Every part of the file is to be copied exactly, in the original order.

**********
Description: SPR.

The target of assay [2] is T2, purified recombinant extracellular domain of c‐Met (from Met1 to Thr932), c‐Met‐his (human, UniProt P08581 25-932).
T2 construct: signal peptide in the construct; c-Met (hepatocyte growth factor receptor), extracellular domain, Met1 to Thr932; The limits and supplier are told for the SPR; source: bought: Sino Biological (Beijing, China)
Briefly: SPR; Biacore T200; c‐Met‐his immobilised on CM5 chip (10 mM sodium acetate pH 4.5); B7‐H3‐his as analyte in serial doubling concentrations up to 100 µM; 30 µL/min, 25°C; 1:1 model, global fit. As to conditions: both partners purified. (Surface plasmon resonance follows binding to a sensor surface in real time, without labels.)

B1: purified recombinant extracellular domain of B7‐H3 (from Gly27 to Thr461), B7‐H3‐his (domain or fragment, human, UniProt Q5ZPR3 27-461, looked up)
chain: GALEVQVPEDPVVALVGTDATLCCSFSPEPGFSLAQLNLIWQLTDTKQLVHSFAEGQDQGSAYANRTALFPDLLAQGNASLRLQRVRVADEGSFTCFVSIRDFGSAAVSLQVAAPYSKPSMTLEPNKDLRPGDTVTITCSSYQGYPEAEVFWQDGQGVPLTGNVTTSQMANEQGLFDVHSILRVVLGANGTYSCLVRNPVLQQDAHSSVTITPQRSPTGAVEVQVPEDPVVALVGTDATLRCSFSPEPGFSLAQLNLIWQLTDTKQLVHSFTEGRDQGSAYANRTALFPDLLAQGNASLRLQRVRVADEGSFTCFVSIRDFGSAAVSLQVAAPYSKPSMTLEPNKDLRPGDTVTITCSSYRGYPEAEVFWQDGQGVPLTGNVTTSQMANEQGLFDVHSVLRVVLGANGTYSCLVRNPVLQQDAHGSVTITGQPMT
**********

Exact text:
Description: SPR.

The target of assay [2] is T2, purified recombinant extracellular domain of c‐Met (from Met1 to Thr932), c‐Met‐his (human, UniProt P08581 25-932).
T2 construct: signal peptide in the construct; c-Met (hepatocyte growth factor receptor), extracellular domain, Met1 to Thr932; The limits and supplier are told for the SPR; source: bought: Sino Biological (Beijing, China)
Briefly: SPR; Biacore T200; c‐Met‐his immobilised on CM5 chip (10 mM sodium acetate pH 4.5); B7‐H3‐his as analyte in serial doubling concentrations up to 100 µM; 30 µL/min, 25°C; 1:1 model, global fit. As to conditions: both partners purified. (Surface plasmon resonance follows binding to a sensor surface in real time, without labels.)

B1: purified recombinant extracellular domain of B7‐H3 (from Gly27 to Thr461), B7‐H3‐his (domain or fragment, human, UniProt Q5ZPR3 27-461, looked up)
chain: GALEVQVPEDPVVALVGTDATLCCSFSPEPGFSLAQLNLIWQLTDTKQLVHSFAEGQDQGSAYANRTALFPDLLAQGNASLRLQRVRVADEGSFTCFVSIRDFGSAAVSLQVAAPYSKPSMTLEPNKDLRPGDTVTITCSSYQGYPEAEVFWQDGQGVPLTGNVTTSQMANEQGLFDVHSILRVVLGANGTYSCLVRNPVLQQDAHSSVTITPQRSPTGAVEVQVPEDPVVALVGTDATLRCSFSPEPGFSLAQLNLIWQLTDTKQLVHSFTEGRDQGSAYANRTALFPDLLAQGNASLRLQRVRVADEGSFTCFVSIRDFGSAAVSLQVAAPYSKPSMTLEPNKDLRPGDTVTITCSSYRGYPEAEVFWQDGQGVPLTGNVTTSQMANEQGLFDVHSVLRVVLGANGTYSCLVRNPVLQQDAHGSVTITGQPMT